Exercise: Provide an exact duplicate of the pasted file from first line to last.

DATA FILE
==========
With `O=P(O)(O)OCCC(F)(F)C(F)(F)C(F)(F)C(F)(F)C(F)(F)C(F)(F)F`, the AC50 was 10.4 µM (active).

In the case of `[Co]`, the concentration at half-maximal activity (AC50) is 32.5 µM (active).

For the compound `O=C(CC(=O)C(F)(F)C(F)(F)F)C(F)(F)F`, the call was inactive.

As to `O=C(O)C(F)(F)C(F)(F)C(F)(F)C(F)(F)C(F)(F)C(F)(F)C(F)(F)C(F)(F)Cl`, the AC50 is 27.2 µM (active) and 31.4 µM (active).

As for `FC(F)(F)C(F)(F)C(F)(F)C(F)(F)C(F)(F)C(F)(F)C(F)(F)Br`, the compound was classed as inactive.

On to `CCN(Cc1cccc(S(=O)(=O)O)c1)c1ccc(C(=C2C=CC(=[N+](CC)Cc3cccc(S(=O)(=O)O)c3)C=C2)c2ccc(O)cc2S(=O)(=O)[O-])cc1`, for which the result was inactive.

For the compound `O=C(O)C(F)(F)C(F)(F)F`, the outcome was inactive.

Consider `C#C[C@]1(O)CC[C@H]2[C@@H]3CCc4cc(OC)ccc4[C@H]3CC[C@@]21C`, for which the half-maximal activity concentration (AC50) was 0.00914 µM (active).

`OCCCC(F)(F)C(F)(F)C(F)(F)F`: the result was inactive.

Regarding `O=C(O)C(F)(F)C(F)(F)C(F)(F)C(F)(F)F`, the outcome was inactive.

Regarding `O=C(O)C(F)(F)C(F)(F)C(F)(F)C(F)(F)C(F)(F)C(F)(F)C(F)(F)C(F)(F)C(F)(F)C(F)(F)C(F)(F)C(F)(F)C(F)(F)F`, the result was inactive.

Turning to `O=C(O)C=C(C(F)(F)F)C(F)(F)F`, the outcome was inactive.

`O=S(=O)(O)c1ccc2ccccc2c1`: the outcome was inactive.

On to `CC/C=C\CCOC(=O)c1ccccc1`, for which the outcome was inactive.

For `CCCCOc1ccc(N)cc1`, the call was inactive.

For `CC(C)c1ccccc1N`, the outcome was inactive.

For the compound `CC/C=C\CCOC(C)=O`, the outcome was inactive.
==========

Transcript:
With `O=P(O)(O)OCCC(F)(F)C(F)(F)C(F)(F)C(F)(F)C(F)(F)C(F)(F)F`, the AC50 was 10.4 µM (active).

In the case of `[Co]`, the concentration at half-maximal activity (AC50) is 32.5 µM (active).

For the compound `O=C(CC(=O)C(F)(F)C(F)(F)F)C(F)(F)F`, the call was inactive.

As to `O=C(O)C(F)(F)C(F)(F)C(F)(F)C(F)(F)C(F)(F)C(F)(F)C(F)(F)C(F)(F)Cl`, the AC50 is 27.2 µM (active) and 31.4 µM (active).

As for `FC(F)(F)C(F)(F)C(F)(F)C(F)(F)C(F)(F)C(F)(F)C(F)(F)Br`, the compound was classed as inactive.

On to `CCN(Cc1cccc(S(=O)(=O)O)c1)c1ccc(C(=C2C=CC(=[N+](CC)Cc3cccc(S(=O)(=O)O)c3)C=C2)c2ccc(O)cc2S(=O)(=O)[O-])cc1`, for which the result was inactive.

For the compound `O=C(O)C(F)(F)C(F)(F)F`, the outcome was inactive.

Consider `C#C[C@]1(O)CC[C@H]2[C@@H]3CCc4cc(OC)ccc4[C@H]3CC[C@@]21C`, for which the half-maximal activity concentration (AC50) was 0.00914 µM (active).

`OCCCC(F)(F)C(F)(F)C(F)(F)F`: the result was inactive.

Regarding `O=C(O)C(F)(F)C(F)(F)C(F)(F)C(F)(F)F`, the outcome was inactive.

Regarding `O=C(O)C(F)(F)C(F)(F)C(F)(F)C(F)(F)C(F)(F)C(F)(F)C(F)(F)C(F)(F)C(F)(F)C(F)(F)C(F)(F)C(F)(F)C(F)(F)F`, the result was inactive.

Turning to `O=C(O)C=C(C(F)(F)F)C(F)(F)F`, the outcome was inactive.

`O=S(=O)(O)c1ccc2ccccc2c1`: the outcome was inactive.

On to `CC/C=C\CCOC(=O)c1ccccc1`, for which the outcome was inactive.

For `CCCCOc1ccc(N)cc1`, the call was inactive.

For `CC(C)c1ccccc1N`, the outcome was inactive.

For the compound `CC/C=C\CCOC(C)=O`, the outcome was inactive.